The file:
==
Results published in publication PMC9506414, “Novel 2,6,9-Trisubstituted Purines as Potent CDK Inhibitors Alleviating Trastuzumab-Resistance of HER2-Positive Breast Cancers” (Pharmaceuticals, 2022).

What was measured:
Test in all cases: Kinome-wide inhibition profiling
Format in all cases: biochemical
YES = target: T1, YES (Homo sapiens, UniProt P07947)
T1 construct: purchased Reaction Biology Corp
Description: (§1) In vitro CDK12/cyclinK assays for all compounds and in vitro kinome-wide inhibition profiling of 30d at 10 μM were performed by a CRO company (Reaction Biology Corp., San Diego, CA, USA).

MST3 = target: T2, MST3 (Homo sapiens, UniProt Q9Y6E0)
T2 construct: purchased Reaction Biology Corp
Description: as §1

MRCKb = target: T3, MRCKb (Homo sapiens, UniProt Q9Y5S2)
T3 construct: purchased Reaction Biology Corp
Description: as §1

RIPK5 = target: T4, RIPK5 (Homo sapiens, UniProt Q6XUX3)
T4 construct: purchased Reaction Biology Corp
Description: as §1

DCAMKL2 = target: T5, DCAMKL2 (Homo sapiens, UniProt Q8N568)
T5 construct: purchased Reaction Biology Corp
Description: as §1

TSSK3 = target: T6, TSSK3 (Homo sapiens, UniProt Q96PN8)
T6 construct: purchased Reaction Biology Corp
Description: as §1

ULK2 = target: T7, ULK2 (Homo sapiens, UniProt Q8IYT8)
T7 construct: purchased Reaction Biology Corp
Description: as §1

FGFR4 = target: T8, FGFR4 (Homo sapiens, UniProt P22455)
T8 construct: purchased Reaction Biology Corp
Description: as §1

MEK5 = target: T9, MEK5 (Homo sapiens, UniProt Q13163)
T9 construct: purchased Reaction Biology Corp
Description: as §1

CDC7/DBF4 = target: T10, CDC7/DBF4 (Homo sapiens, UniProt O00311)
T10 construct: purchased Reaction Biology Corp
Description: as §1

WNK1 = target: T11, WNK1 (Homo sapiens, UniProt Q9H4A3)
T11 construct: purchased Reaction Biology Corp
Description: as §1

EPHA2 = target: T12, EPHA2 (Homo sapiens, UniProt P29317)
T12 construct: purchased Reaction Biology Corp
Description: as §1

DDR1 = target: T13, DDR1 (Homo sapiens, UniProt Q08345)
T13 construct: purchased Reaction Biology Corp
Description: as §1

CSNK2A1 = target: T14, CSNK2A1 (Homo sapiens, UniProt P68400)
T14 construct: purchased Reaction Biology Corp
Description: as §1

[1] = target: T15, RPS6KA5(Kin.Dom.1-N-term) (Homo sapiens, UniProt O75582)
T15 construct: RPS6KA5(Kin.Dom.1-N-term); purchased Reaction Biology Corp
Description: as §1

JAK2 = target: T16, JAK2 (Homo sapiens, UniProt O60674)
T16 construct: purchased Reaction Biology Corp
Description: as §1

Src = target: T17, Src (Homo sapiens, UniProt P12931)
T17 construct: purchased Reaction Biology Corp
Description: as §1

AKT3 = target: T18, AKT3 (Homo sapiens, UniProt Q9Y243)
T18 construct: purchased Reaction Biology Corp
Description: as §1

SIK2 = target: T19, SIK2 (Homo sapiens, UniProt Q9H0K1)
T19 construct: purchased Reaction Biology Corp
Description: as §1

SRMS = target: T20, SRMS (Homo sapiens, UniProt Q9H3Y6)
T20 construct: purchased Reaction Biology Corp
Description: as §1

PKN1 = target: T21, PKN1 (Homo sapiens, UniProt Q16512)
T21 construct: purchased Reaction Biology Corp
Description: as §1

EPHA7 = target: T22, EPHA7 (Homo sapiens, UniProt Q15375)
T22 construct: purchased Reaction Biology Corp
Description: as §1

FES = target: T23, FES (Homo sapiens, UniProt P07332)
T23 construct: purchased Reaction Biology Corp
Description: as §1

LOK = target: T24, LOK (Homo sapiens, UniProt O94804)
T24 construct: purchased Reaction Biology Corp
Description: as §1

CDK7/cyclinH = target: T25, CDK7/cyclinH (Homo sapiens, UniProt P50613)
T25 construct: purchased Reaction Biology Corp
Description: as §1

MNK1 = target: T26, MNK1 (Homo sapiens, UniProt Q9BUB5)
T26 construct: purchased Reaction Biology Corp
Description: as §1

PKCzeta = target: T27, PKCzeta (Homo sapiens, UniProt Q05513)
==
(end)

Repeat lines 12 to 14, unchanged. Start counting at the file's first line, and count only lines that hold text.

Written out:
T3 construct: purchased Reaction Biology Corp
Description: as §1

RIPK5 = target: T4, RIPK5 (Homo sapiens, UniProt Q6XUX3)